Faye said...

love the drawing of the hand. Really beautiful work. I do a form of calligraphy and use it to write in the cards the nursing home residents make at our craft club. I have a bundle of letters written by hand by my daughter at college 25 years ago. I'd hate to see handwriting (cursive) disappear. But I remember we had "Penmanship" in grammar school. For a little while we had to learn the Palmer method. It was tedious but I bet all of us still alive can still write cursive. I live in VA and home we can hold out.

Craftymoose Crafts said...

I agree with you wholeheartedly! In fact, I think texting has taken away teens' verbal skills!

Linda Pruitt said...

Love this post! You said it so well! I agree!

Liz Revit said...
This comment has been removed by the author.
Magic Love Crow said...

I agree with everything you have said Crystal! It's going too far! You know, I don't even own a cell phone! I don't want it!

Liz Revit said...

Schools no longer require students to learn how to diagram sentences, which is the best way to learn grammar and good writing skills. Most schools are no longer required to teach American history, so our students have no idea how this country was founded. Now they want to get rid of cursive writing. So, what exactly are these kids learning in school today?

Christine said...

what a beautiful hand you have drawn!
And point taken, we NEED cursive!

Christine Bennett said...

Ugh, this sounds horrible. I already notice how poorly younger folk write. I was mulling similar thoughts after hearing a university level teacher wanted to do away with formal papers. I don't understand why no one gets the importance of writing well - a vital skill for anyone. It may be that we are a more visual culture, but being able to think critically and organize thoughts is important.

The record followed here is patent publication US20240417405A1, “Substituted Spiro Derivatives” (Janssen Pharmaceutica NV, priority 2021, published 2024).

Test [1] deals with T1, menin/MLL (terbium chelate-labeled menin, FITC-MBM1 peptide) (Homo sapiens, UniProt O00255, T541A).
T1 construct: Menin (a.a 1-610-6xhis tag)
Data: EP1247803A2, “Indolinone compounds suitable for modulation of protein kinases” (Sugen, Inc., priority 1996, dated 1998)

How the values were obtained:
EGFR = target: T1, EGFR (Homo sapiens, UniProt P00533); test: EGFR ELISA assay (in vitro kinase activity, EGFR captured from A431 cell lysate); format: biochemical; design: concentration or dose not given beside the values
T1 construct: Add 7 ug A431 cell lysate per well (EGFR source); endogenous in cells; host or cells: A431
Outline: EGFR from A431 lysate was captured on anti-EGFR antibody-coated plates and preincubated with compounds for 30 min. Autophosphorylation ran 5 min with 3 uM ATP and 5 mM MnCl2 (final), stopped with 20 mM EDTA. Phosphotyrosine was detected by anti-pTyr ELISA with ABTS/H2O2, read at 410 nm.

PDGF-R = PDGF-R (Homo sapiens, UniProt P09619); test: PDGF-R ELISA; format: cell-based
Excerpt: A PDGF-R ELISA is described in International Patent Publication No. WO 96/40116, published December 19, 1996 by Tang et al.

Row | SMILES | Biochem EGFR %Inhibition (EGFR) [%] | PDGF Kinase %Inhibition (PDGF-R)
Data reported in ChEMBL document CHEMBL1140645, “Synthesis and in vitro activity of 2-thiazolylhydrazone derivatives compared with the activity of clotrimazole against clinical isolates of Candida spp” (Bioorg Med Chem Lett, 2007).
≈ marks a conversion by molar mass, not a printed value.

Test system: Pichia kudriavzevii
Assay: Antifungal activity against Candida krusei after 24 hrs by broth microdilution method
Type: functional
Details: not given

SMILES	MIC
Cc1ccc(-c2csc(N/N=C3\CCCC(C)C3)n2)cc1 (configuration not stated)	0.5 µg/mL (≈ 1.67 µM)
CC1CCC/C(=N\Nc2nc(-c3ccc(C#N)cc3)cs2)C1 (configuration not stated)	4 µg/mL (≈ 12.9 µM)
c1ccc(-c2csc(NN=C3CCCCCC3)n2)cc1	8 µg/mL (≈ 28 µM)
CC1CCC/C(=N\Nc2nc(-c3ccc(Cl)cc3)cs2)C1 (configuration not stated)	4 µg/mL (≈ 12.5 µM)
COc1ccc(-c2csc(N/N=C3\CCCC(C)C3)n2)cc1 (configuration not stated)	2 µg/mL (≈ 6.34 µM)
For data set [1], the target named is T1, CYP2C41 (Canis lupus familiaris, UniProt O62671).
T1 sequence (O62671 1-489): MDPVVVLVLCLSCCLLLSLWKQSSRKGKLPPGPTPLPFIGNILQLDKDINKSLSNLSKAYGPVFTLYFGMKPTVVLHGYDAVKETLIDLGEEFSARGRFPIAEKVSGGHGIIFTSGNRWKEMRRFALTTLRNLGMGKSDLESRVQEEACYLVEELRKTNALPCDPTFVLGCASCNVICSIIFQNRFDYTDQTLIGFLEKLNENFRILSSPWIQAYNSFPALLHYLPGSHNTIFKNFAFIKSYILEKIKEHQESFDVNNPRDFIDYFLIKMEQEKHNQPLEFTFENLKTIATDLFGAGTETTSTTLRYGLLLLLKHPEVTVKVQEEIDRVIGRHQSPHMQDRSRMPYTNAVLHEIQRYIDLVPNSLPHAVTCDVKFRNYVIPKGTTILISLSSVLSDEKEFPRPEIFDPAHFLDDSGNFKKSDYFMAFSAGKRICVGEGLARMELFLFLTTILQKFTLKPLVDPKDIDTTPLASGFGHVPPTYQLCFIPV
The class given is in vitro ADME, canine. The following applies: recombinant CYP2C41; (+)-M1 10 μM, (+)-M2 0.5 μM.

Wanda said...

A truly insightful post. My goodness it downright scary.

I love cursive... I DO write letter and notes and thank yous...

Can we just put the world on HOLD!!

Wanda said...

Oops, I forgot.... I love your drawing...Please mat and frame it for the archives.

Judy Adamson said...

An argument in favour of learning handwriting that any non-teachers may not know about - writing words by hand while saying the sounds of the letters out loud is one of the most effective ways to teach children to spell!

It is an important part of the Synthetic Phonics literacy programs that are used pretty widely in the UK since the Rose Report looked into the teaching of literacy in 2006 and the government adopted its findings.

I tried, in vain, to interest a Linkedin US remedial reading group in this groundbreaking development, but they hadn't even heard about it aqnd weren't interested in knowing more :(

Great drawing, btw, Crystal - does this mean that your wrist/hand problems are resolved? I do hope so!

Jehanne's doodles said...

Great post. Here the kids concentrate on hand writing the first 2 years of school. Somehow my son has managed to retain his own scrawl much to everyone's horror :)